Actually a scheduled vacation day, this adventure has all of the glorious feelings of adult hookie…sunny Friday, skipping work, freedom. And no matter that we’re both fifty-plus seasoned “professionals,” my friend and I talk and laugh like school girls on our one-hundred-thirteen mile journey to our destination, Presque Isle State Park in Pennsylvania.
We begin at the Tom Ridge Environmental Center, an impressive and aesthetic “green” building. With its featured tower, it stands tall in stunning contrast to the antiquated, adjacent amusement park, calling attention to the beauty of the Lake Erie shoreline. Stepping inside, we are immediately immersed in nature. There are programs, exhibits (a shipwreck one currently on display), IMAX theater, cafe and shop. We are delighted to step around field trip children playing hookie with a purpose; laughing while learning.
We stay for lunch, joined by welcoming staff members whose passion for their mission shines. They describe the Center and services, praising the accolades of volunteers who comprise most of the workers. Afterward we take in the exhibits and a tower view (a visit to the top renders a 360-degree look at Lake Erie and Presque Isle via a glass-enclosed platform) and “donate” in the “not your father’s cheesy souvenir” gift shop. The atmosphere is one of a collective tribute to Mother Nature.
Our guide for the park is a long-time friend of my friend and a local, so our tour features personal experience and backstory, adding energy to the experience. From the moment we enter the gates, I feel like I’m in an enchanted land. Forests hug the main road, and the fauna keeps changing; evergreens, deciduous, shrubs. The peninsula encompasses thirteen miles of roads, twenty-one miles of recreational trails, thirteen beaches and a marina. Reflecting the nature shop theme, there is something intriguing for everyone. Bicyclists, fishermen, boaters, swimmers, historians and birdwatchers all are at home in this surreal environment. Its 3,000 acres feature a lighthouse, bay, lake, beaches, lagoons and historical monument.
Our visit precedes the tourist season (averaging four million visitors a year), so we are able to leisurely navigate the main road, heads moving back in forth in unison like tennis spectators as our guide points out best fishing spots, places to rent bicycles, moor boats, watch concerts. Because the trees are in bud stage, we are afforded a full view of the lake, lagoons and bay. A few fishermen are out and water birds are plentiful. We disembark at Crystal Point, the location of Oliver Perry’s monument (rising above Misery Bay) for a stroll that is anything but. As our friend explains the significance of the name, I become conscious of the extraordinary calmness of the water and our lowered voices, and take a grateful moment to appreciate this space in our time.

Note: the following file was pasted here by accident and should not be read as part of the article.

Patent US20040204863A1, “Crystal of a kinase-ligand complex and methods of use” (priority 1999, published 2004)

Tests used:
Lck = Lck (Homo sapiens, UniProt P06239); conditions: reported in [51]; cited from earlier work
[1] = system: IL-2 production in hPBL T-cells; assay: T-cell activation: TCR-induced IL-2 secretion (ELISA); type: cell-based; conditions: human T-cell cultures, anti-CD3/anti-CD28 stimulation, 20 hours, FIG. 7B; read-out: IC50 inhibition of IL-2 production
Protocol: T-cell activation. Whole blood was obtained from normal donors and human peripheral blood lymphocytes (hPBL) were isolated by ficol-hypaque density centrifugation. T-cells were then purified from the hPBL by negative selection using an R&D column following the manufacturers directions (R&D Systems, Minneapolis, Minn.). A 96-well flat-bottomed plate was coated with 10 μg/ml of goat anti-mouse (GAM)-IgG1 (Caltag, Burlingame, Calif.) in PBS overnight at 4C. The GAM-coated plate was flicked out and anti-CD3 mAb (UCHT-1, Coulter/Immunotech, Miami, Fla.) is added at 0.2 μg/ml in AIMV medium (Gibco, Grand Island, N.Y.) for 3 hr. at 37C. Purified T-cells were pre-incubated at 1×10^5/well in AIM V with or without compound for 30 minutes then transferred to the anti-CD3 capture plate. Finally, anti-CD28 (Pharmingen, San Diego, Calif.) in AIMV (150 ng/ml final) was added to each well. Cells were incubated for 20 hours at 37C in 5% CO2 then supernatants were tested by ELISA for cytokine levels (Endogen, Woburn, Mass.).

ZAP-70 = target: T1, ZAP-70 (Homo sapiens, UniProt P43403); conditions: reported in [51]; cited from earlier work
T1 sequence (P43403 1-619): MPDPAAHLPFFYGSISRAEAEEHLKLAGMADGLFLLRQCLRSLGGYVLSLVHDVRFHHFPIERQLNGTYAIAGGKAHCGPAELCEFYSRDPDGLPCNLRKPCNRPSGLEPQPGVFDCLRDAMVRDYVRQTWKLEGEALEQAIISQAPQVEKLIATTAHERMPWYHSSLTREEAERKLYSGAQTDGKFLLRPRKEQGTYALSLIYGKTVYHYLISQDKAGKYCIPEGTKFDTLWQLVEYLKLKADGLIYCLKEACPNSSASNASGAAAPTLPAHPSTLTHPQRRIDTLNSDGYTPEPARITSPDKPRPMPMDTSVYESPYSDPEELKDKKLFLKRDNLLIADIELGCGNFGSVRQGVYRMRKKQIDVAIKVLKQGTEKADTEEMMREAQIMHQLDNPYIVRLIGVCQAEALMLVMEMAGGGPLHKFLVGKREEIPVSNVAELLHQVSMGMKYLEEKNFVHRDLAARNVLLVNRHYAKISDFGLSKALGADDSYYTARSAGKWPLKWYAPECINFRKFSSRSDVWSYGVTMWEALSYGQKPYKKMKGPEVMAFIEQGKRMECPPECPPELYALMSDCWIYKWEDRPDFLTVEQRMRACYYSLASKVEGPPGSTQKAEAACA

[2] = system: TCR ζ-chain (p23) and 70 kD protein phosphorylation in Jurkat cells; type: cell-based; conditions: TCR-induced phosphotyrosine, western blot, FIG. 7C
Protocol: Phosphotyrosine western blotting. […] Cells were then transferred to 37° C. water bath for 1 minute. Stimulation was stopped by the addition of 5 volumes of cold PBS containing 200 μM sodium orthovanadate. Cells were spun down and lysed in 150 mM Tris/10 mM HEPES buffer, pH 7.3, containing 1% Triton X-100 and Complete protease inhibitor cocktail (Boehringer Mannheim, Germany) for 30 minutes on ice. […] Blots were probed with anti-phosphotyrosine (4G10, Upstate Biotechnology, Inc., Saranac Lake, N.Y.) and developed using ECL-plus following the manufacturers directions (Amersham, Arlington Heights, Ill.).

On the far side of the bay, the signature houseboats of Presque Isle form a cluster of floating dwellings where occupants reside in season. Accessible only by boat, they offer a different way of experiencing cottage life. We drive around to get a closer look at these tiny houses. Intrigued by their quaintness, I pummel our leader with questions. When they’re answered, we head back up the peninsula, and I am awestruck by the foreign sight of deciduous trees jutting out of sand dunes. This tropical beach girl can’t grasp the concept of these palm-tree imposters pretending to belong; yet their mighty persistence convinces me in an exciting way. We also pass the lighthouse. This too is unique in stature. It is not standalone; but attached to the lightkeeper’s house, the structure and setting resembling more of a serene chapel, a true beacon.
This side of the peninsula reveals a groundhog on the side of the road, view of the waterfront pedestrian path and the bench on the beach where our guide occasionally sips his coffee at sunrise. As we exit the gates, this idea appeals and sparks in me a reminder that I’m only two hours away from home. There’s something to be said about spontaneity. See you at the beach.
Mary Clista Dahl has been exercising her passion for pouring out her heart and soul on paper from the moment she first held a pen in her hand. Her desire to promote joy, love and compassion through the written word, combined with a perpetual calling to help, have become the foundation for her life’s work, Capture Life Writing. A people and nature lover, Mary receives most of her inspiration by connecting with the outdoors and others. After more than thirty years of assisting college students with their life and career paths, she is transitioning to her idea of heaven on earth, spending time with friends and family and playing at the nature preserves and beaches of Florida. Besides taking nature walks, her greatest joys come from being a Mom, encouraging others and being a lifelong listener of the most gratifying statement ever, “Have Mary do it, she likes to write.”
Photos by Mary Clista Dahl